Gothic Period, 13th - 14th Century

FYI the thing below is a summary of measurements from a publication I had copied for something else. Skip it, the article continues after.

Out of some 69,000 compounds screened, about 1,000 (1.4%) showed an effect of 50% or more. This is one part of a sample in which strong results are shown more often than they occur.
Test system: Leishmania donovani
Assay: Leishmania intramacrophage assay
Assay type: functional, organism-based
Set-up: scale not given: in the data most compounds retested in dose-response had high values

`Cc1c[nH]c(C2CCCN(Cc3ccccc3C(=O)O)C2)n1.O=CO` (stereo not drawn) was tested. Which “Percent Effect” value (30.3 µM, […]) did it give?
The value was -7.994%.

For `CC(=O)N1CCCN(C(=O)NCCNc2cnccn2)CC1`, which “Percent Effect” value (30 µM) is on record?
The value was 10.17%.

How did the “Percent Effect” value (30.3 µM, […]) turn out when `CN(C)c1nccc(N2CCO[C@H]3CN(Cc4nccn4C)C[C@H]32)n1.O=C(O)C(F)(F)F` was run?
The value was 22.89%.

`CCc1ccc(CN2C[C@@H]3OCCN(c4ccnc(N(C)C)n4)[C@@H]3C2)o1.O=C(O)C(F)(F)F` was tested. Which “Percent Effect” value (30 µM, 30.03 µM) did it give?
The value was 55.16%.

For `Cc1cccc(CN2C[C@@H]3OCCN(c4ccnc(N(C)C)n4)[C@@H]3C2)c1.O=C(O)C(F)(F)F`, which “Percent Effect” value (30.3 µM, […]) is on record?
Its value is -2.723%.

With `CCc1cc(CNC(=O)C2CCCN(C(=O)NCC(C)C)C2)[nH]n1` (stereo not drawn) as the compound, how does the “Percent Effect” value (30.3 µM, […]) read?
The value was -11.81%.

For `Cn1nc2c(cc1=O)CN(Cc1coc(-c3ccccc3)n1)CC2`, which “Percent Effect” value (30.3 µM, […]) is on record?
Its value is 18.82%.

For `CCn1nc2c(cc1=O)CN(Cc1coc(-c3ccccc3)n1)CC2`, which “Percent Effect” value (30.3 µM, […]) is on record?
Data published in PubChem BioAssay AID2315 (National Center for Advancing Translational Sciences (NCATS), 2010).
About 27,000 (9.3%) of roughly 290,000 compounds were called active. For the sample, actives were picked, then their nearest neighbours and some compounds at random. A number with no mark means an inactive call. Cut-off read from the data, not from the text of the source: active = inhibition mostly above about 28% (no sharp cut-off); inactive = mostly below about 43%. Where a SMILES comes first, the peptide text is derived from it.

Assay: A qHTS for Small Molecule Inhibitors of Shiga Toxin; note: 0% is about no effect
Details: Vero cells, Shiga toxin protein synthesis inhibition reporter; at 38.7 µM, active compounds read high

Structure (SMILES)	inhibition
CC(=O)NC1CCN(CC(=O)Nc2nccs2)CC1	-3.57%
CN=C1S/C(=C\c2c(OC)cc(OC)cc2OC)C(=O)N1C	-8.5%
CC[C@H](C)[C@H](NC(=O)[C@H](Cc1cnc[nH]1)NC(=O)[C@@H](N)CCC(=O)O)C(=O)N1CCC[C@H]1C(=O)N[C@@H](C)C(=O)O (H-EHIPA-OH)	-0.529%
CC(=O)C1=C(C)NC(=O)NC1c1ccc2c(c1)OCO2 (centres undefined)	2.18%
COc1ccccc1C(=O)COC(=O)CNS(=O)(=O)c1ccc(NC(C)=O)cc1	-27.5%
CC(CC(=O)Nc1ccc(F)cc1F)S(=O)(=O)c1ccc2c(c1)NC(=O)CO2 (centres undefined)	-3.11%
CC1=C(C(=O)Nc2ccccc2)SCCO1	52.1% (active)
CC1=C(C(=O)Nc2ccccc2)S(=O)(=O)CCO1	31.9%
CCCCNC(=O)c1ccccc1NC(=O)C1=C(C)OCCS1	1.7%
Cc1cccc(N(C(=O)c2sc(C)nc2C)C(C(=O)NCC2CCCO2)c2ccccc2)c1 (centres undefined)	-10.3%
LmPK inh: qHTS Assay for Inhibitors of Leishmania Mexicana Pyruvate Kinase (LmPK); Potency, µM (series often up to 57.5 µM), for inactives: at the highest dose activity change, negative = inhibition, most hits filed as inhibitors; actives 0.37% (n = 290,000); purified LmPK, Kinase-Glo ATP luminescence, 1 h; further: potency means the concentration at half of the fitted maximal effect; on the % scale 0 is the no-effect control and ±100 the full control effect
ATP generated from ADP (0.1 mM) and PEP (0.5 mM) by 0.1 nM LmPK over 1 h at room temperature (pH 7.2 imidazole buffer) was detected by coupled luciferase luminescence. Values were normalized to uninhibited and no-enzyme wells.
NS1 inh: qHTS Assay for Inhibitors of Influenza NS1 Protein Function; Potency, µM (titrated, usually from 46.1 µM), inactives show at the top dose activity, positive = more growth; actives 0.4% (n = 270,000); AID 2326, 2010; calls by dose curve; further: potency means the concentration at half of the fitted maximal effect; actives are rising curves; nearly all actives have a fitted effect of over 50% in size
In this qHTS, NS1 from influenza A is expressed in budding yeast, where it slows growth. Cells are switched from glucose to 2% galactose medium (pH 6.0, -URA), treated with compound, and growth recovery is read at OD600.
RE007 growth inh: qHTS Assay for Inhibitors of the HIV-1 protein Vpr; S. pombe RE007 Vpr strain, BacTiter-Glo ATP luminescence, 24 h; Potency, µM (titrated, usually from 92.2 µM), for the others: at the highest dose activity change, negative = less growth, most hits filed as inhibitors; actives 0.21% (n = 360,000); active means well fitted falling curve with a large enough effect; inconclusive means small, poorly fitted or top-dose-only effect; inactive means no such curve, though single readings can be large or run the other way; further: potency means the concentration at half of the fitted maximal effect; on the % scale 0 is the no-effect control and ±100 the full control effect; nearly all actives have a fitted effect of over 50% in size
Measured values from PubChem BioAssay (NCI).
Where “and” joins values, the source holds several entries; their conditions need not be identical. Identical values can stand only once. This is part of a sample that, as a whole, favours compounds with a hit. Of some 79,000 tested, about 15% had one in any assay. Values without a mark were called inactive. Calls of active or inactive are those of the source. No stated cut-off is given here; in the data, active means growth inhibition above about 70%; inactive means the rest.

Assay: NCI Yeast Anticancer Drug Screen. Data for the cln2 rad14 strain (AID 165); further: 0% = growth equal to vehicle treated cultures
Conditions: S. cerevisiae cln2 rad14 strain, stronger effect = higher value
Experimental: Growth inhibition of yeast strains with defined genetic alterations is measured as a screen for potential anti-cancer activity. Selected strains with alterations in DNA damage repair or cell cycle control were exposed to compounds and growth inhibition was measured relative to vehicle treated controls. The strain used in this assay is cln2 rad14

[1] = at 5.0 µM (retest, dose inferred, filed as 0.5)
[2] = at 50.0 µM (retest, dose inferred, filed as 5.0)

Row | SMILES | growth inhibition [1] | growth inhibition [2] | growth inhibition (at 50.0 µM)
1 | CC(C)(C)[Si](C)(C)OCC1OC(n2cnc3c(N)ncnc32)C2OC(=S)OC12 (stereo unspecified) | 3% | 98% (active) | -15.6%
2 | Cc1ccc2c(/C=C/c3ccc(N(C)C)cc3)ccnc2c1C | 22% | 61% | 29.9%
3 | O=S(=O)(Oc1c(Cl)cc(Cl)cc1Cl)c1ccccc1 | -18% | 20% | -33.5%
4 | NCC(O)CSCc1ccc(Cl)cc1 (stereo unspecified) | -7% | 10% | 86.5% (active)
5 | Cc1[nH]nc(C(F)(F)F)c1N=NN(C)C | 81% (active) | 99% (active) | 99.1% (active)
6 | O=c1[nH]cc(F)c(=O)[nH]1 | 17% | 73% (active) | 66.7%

With the advent of Gothic architecture, stained glass flourished as the expansion of immense window spaces in Gothic cathedrals demanded a new approach to the medium. Red and blue remain the predominant color choice and the tendency to fuse white glass in the composition allowing for more light gives way to completely filling up of space with ornate designs consisting of darker glass. A wide variety of geometrical shapes emerge as narrative becomes more important and complex juxtaposition of events are recorded in compartmental sequences. Decorative borders and foliage become more formalized and intricate while experimentation with more naturalistic and volumetric forms appears in figurative work. The flashed glass technique is introduced, offering glaziers a means to achieve a variety of color gradations in a single piece of colored glass. The emergence of the Rose Window at St. Denis Cathedral and Chartres Cathedral, both in France, greatly influences the field throughout Europe as providing a means to depict more complex ideas as embellishments in Biblical narrative become prevalent.